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Author Topic: Problem with Pietta 1858 and Taylor (R&D) Cylinder  (Read 4439 times)

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ssb73q

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Problem with Pietta 1858 and Taylor (R&D) Cylinder
« on: January 09, 2013, 05:22:10 PM »
Hi, today I received my new 5-1/2" Pietta 1858 that I purchased from Cabella's recently. The revolver is perfect and well timed with the cap and ball cylinder. However, this revolver has the same problem with my two Taylor (R&D) 6-shot conversion cylinders that I had with the three other Pietta 1858s that I purchased last summer. It appears that this problem is systemic with current production Pietta 1858's.

The problem: The revolver with the conversion cylinder full cocks properly with the bolt locking the cylinder in place. However, if the hammer is let down after pulling the trigger, the bolt unlocks as the hammer moves forward. As the hammer gets close to the cylinder end, the bolt rises again far away from the cylinder bolt slot. This is a very unsafe situation that could get a shooter hurt. This problem occurred for all of my four Pietta 1858 purchased over the last eight months.

The reason for this problem: The bolt slot depth of the cap and ball cylinder is 0.063". The bolt slot depth of the Taylor (R&D) 6-shot cylinder is only 0.026". When the bolt rises on Taylor cylinder it is prevented in rising high enough such that the bolt leg can pop up on the hammer cam. Pulling the trigger then has the hammer actually draw the bolt back out of lockup on hammer fall. Sometimes the cylinder even rotates counterclockwise as the hammer is falling.

The solution: Without changing the revolver timing, a fix is necessary to have the bolt leg pop over the hammer cam with a very small bolt rise as with the conversion cylinder. A similar situation can also occur with the Colt 1873 SAA. The solution for the SAA is to bevel an edge of the bolt leg. The same fix can be applied to the 1858, but the bolt leg is a bit different than the SAA. A very small amount of metal is stoned off the 1858 bolt leg without (note without) changing the bolt leg length. If you change the bolt leg length, the timing will change, something you don't want to do. The following photos show an original bolt on the left, the modified bolt leg on the right:





When doing the stoning remove only a small amount of metal and test. Your initial testing (with cylinder removed) can simply be done by limiting the bolt height with your finger and pulling the trigger as the hammer is let down. As you keep removing metal you will notice that the bolt stays up more and more as the hammer is let down. Go easy and don't overdo the beveling because you could get to a point where the bolt doesn't retract on cocking.

Worst case is that you totally screw up your bolt. You can buy them from VTI for $15 (however, they are currently out of stock, expect more in 6-8 weeks). If you are a bit nervous about doing this yourself, you can either send your revolver to Taylor, or maybe talk them into sending you a modified bolt.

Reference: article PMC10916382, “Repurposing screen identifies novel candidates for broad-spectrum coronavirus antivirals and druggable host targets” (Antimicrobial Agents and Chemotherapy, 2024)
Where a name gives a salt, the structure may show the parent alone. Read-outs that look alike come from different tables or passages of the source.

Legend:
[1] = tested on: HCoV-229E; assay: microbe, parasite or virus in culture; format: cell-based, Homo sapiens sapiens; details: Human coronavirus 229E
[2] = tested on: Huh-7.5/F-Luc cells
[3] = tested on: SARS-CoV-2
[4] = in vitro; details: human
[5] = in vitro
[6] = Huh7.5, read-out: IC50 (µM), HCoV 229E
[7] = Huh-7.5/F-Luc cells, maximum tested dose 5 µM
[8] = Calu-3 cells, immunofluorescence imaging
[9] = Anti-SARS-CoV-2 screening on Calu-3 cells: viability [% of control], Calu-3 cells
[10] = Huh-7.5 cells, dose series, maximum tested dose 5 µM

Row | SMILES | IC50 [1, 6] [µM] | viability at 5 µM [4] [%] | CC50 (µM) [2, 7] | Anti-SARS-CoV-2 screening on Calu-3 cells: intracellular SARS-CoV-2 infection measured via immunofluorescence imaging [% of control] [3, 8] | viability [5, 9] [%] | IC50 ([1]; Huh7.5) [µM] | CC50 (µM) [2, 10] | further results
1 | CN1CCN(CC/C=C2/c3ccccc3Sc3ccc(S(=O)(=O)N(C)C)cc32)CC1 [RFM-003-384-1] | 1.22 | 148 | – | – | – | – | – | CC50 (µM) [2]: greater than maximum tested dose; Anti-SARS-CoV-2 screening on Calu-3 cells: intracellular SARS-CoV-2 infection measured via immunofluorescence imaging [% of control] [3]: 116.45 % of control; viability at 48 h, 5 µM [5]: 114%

Remember, go slow and test often.

Another potential problem is the bolt/trigger spring bolt length. Pietta has lengthened this screw where it may rub or interfere with the conversion cylinder. The bolt end should just be flush with the frame. Shorten by filing this screw if necessary. Three of my Piettas needed this adjustment.

Regards,
Richard
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GrayFox

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Re: Problem with Pietta 1858 and Taylor (R&D) Cylinder
« Reply #1 on: January 09, 2013, 07:43:12 PM »
This is VERY timely.  I bought two of the 5.5" Remingtons when Cabelas had their sale last fall.  I've since gotten two of the Taylor's cylinders when Midway had them on sale.  One of the two guns has the problem where the cartridge cylinder will counter rotate when the hammer is lowered from full cock.  I'm going to read your instructions and look at the photos a couple more times before attempting the fix.  Thanks a lot!  Just for grins, what do you think the chances would be of getting the modified part from Taylor's?   GF

ssb73q

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Re: Problem with Pietta 1858 and Taylor (R&D) Cylinder
« Reply #2 on: January 09, 2013, 09:01:26 PM »
Hi GrayFox, IMO double check the revolver that appears OK. Watch the bolt as the hammer is allowed to go forward. If you see the bolt drop out, that revolver also has the problem. Just because the cylinder doesn't counter rotate doesn't mean there's no problem. Let the thread know what you find. It would be nice to know the ~% of problem Piettas currently being produced.

IMO Taylor must be going nuts with the current crop of Pietta 1858 and their conversion cylinder. Call Taylor first thing in the morning, 8:30AM EST, and tell the person that answers the phone that you need to talk to their gunsmith. I'm certain he will fix you up.

When I called Taylor it was to confirm the modification to the bolt leg of my first three Piettas was correct. Their gunsmith told me I did exactly what they do to resolve the issue. I suspect they may want your original bolt and will send you the modified replacement. Shipping guns around is pretty expensive, the bolt much lower cost. Let us know what you learn from Taylor. Good luck.